Trump is pathologically abusive to others. Trump University was purportedly a scam that sold plagiarized investment advice to unsophisticated customers at outrageous prices, with customers pressured to increase their credit card limits so that the bill could be raised. He has repeatedly claimed that the key to his success with women was to treat them poorly. He bragged about groping women unknown to him, and when evidence of this confession emerged he attacked those women as too ugly to molest – more confession than denial. He has spoken warmly of slaughtering Muslims with bullets dipped in pig blood as a counterterrorism tactic, a claim so offensive that it is difficult to imagine anything more harmful to US interests or standing in the world, or more encouraging to abusive regimes around the world, whose worst crimes are normalized by this evil rhetoric.
His proposed ‘policies’ are vacuous and self-contradictory. He wants to raise taxes on the rich or perhaps slash them. He wants to withdraw troops from overseas engagements or perhaps install them there permanently to steal foreign oil. Perhaps both. Perhaps neither. Seeking consistency or meaning in these statements is pointless, because they are not policies or even fully-formed ideas, but temporary debaters’ points serving no purpose other than to verbally dominate or confuse at single points in time, after which they cease to exist.
No presidential candidate in American history has ever behaved in this manner.
Trump’s rallies are orgies of hate and violent rhetoric, often directed toward journalists. They, escorted to press pens by police, are assailed by Trump and his agitated followers as disgusting traitors, as deliberate agents of American destruction. He has described journalists as slime, scum, and disgusting, stated that he hates them, and mockingly pondered killing them, deciding after a moment of dramatic consideration that no, he would not. He inflames his fans at his rallies, who verbally assault the penned-up journalists under police protection. After an hour or two of ritual abuse, reporters are then led back out under police protection. While Trump would without question pose a dire threat to freedom of speech in the United States – and, indeed, he has promised to undermine it through the court system and changes to law – what is most chilling is the realization that this talent for generating and projecting hate can be used against other victims if Trump is given the full power of the US presidency – possibly blacks, Muslims, Jews, immigrants, women, or other groups. The abuse has become so acute that the Committee to Protect Journalists has taken the rare step of involving itself in politics to warn about Trump’s attacks.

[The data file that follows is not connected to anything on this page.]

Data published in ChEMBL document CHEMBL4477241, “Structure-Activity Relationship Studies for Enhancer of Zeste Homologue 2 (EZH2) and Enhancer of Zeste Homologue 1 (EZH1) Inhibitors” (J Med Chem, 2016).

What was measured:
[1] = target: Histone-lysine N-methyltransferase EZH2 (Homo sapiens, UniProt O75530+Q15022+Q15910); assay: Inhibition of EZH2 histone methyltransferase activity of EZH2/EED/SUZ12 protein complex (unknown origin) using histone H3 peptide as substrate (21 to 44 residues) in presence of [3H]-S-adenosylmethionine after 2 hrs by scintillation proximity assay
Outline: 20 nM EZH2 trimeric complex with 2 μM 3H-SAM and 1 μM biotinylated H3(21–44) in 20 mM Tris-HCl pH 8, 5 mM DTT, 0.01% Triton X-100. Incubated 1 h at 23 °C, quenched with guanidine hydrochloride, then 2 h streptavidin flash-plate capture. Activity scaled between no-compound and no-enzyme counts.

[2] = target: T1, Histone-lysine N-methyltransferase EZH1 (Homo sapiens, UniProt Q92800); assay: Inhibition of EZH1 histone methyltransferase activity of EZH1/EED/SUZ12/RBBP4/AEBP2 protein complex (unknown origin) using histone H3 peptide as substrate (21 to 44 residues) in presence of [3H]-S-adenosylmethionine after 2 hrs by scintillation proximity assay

Authoritarianism is difficult to define, but all the elements for it present in the Trump quest for the presidency except, it appears, enough voters. What is clear is that a great deal of attention and money can be gained by leading this newly awakened movement, and after the election on November 8 it will still be there, seething with anger at the “stolen” election and armed with military-grade weaponry because of lax American guns laws. Trump, humiliated on the world’s biggest stage, will need the love and validation of his passionate and humiliated devotees more than ever, and will feel unconstrained in doing everything in his power to stay in the spotlight. And in four years a smarter and more disciplined leader may emerge to try again, and may succeed.